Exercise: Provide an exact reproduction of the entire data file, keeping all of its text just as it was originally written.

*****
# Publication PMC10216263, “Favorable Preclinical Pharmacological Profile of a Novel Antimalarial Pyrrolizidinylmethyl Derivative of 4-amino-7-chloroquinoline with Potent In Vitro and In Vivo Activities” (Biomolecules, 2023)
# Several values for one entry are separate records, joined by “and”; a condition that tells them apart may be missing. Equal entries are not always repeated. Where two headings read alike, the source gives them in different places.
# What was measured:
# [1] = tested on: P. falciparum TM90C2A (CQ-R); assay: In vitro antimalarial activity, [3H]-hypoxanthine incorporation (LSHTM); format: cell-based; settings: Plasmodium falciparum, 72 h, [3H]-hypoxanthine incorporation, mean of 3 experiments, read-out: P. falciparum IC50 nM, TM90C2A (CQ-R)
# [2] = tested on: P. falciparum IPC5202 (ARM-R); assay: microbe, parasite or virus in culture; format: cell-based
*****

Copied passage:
# Publication PMC10216263, “Favorable Preclinical Pharmacological Profile of a Novel Antimalarial Pyrrolizidinylmethyl Derivative of 4-amino-7-chloroquinoline with Potent In Vitro and In Vivo Activities” (Biomolecules, 2023)
# Several values for one entry are separate records, joined by “and”; a condition that tells them apart may be missing. Equal entries are not always repeated. Where two headings read alike, the source gives them in different places.
# What was measured:
# [1] = tested on: P. falciparum TM90C2A (CQ-R); assay: In vitro antimalarial activity, [3H]-hypoxanthine incorporation (LSHTM); format: cell-based; settings: Plasmodium falciparum, 72 h, [3H]-hypoxanthine incorporation, mean of 3 experiments, read-out: P. falciparum IC50 nM, TM90C2A (CQ-R)
# [2] = tested on: P. falciparum IPC5202 (ARM-R); assay: microbe, parasite or virus in culture; format: cell-based